(1) The discovery of the Ugaritic language has added to the knowledge of Northwest Semitic languages in general. Thus, as a consequence of the study of the Ugaritic texts, more light has been brought to bear on the meaning of certain obscure terms and unusual grammatical forms in the Psalter; there is now greater potential for the accurate translation and interpretation of the Psalms than was available half a century ago.

(2) The study of Ugaritic poetic texts has provided an improved awareness of the nature, forms, and language of Northwest Semitic poetry. The comparison of Hebrew and Ugaritic poetry has thus made possible more informed evaluations of the Psalms, recognizing what is common and what is distinctive in the poetry of particular Psalms. On the other hand, none of the poetry in the Ugaritic language appears actually in the form of a psalm, but is utilized in mythological and literary (narrative) texts; hence, no comparison is possible between the two bodies of poetry with respect to form and function.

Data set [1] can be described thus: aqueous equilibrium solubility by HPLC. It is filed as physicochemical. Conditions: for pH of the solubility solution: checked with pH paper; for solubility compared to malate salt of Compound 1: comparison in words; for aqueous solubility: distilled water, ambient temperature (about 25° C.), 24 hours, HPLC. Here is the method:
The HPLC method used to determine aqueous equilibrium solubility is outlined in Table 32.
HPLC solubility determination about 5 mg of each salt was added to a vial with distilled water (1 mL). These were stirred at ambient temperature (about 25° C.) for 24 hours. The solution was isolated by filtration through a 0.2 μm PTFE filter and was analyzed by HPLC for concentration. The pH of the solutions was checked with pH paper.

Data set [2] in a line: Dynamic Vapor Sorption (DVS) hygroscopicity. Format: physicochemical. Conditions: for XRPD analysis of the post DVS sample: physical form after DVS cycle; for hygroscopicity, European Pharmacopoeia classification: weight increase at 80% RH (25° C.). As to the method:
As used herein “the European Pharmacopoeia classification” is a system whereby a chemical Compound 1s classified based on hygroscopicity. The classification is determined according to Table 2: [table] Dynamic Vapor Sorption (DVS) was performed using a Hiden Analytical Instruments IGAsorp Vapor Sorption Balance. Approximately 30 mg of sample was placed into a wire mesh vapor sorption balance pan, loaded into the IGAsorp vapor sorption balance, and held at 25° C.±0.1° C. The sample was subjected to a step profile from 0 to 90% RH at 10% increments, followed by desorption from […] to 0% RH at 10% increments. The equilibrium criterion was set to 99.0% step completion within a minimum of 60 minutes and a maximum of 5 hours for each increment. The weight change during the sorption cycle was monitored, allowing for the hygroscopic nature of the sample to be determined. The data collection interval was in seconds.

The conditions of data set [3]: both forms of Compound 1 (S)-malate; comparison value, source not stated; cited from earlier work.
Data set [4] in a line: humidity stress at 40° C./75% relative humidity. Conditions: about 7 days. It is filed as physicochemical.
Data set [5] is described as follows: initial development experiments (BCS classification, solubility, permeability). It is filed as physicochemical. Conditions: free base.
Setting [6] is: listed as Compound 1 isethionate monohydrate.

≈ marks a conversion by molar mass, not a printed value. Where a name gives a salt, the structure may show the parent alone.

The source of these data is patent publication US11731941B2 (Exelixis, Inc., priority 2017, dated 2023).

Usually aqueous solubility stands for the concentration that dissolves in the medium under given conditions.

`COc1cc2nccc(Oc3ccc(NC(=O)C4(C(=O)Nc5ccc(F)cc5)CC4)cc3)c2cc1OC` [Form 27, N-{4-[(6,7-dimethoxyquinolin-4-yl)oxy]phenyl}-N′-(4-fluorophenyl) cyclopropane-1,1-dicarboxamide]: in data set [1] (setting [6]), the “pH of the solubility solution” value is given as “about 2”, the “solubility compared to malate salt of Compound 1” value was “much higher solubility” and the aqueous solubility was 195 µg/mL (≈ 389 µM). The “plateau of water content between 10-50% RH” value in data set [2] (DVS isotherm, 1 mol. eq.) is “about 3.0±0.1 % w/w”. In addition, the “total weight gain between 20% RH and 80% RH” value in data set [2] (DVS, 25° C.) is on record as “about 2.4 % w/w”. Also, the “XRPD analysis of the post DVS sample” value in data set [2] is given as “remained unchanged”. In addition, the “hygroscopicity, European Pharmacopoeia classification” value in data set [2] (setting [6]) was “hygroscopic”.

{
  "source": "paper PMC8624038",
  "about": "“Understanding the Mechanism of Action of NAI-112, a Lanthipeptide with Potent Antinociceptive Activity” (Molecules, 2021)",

(3) The mythological texts, in poetic form, from Ugarit have increased our knowledge of the religious literature available in Northwest Semitic languages. The Ugaritic resources contain extensive mythological texts dealing with gods ˒El and Baal. The examination of these texts reveals how the Hebrew psalmists have utilized mythological imagery, especially that associated with Baal, in giving expression to their own faith in the God of Israel. For example, Ps. 29, while clearly Hebrew in its substance and theology, has drawn heavily on language and imagery which is striking in its similarity to the mythological language employed of the god Baal.

(4) One text, reconstructed from fragments found at Râs Shamrah, contained the words of a Hurrian hymn (Hurrian being one of several languages employed in Ugarit); on the same tablet as the hymn were the notations for the musical score to be utilized in the singing of the hymn. The tablet also contained a colophon, the substance of which was of essentially the same nature as that contained in the titles of the biblical Psalms. In addition to being the oldest known example of words and music on the same text, this Hurrian text may provide a parallel to the nature of some of the biblical Psalms prior to their incorporation within the Psalter. And the musical accompaniment for the hymn, though representing Hurrian culture, may perhaps illustrate the kind of musical setting to which many of the biblical Psalms were sung.